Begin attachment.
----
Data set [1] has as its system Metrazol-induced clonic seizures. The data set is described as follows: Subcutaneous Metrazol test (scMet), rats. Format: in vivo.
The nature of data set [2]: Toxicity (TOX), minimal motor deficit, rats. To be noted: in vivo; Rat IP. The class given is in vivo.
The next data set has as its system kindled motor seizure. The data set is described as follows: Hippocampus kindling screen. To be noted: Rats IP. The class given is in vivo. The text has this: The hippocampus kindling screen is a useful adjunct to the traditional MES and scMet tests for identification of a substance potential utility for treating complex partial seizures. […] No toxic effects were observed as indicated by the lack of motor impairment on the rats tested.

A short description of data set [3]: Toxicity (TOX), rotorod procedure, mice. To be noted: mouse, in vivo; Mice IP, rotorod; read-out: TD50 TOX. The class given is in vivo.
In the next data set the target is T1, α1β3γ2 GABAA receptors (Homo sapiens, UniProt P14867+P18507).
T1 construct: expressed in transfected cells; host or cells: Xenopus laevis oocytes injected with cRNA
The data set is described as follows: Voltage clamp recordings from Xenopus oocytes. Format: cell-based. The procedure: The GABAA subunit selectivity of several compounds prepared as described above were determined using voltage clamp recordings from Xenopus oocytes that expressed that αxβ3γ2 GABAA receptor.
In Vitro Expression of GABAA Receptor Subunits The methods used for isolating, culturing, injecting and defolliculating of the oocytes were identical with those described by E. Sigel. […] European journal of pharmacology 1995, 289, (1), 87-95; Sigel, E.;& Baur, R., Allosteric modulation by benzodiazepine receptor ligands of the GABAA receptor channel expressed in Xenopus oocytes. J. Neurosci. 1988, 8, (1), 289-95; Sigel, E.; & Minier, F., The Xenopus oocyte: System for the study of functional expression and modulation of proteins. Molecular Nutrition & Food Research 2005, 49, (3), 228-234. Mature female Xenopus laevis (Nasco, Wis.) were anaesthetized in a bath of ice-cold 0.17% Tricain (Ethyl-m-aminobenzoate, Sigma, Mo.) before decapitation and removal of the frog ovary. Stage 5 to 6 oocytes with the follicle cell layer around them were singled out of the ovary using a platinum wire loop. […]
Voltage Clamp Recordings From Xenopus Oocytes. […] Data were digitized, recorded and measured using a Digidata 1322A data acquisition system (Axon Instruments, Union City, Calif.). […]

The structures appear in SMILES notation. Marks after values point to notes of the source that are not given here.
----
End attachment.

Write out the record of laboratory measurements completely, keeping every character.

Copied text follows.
Data set [1] has as its system Metrazol-induced clonic seizures. The data set is described as follows: Subcutaneous Metrazol test (scMet), rats. Format: in vivo.
The nature of data set [2]: Toxicity (TOX), minimal motor deficit, rats. To be noted: in vivo; Rat IP. The class given is in vivo.
The next data set has as its system kindled motor seizure. The data set is described as follows: Hippocampus kindling screen. To be noted: Rats IP. The class given is in vivo. The text has this: The hippocampus kindling screen is a useful adjunct to the traditional MES and scMet tests for identification of a substance potential utility for treating complex partial seizures. […] No toxic effects were observed as indicated by the lack of motor impairment on the rats tested.

A short description of data set [3]: Toxicity (TOX), rotorod procedure, mice. To be noted: mouse, in vivo; Mice IP, rotorod; read-out: TD50 TOX. The class given is in vivo.
In the next data set the target is T1, α1β3γ2 GABAA receptors (Homo sapiens, UniProt P14867+P18507).
T1 construct: expressed in transfected cells; host or cells: Xenopus laevis oocytes injected with cRNA
The data set is described as follows: Voltage clamp recordings from Xenopus oocytes. Format: cell-based. The procedure: The GABAA subunit selectivity of several compounds prepared as described above were determined using voltage clamp recordings from Xenopus oocytes that expressed that αxβ3γ2 GABAA receptor.
In Vitro Expression of GABAA Receptor Subunits The methods used for isolating, culturing, injecting and defolliculating of the oocytes were identical with those described by E. Sigel. […] European journal of pharmacology 1995, 289, (1), 87-95; Sigel, E.;& Baur, R., Allosteric modulation by benzodiazepine receptor ligands of the GABAA receptor channel expressed in Xenopus oocytes. J. Neurosci. 1988, 8, (1), 289-95; Sigel, E.; & Minier, F., The Xenopus oocyte: System for the study of functional expression and modulation of proteins. Molecular Nutrition & Food Research 2005, 49, (3), 228-234. Mature female Xenopus laevis (Nasco, Wis.) were anaesthetized in a bath of ice-cold 0.17% Tricain (Ethyl-m-aminobenzoate, Sigma, Mo.) before decapitation and removal of the frog ovary. Stage 5 to 6 oocytes with the follicle cell layer around them were singled out of the ovary using a platinum wire loop. […]
Voltage Clamp Recordings From Xenopus Oocytes. […] Data were digitized, recorded and measured using a Digidata 1322A data acquisition system (Axon Instruments, Union City, Calif.). […]

The structures appear in SMILES notation. Marks after values point to notes of the source that are not given here.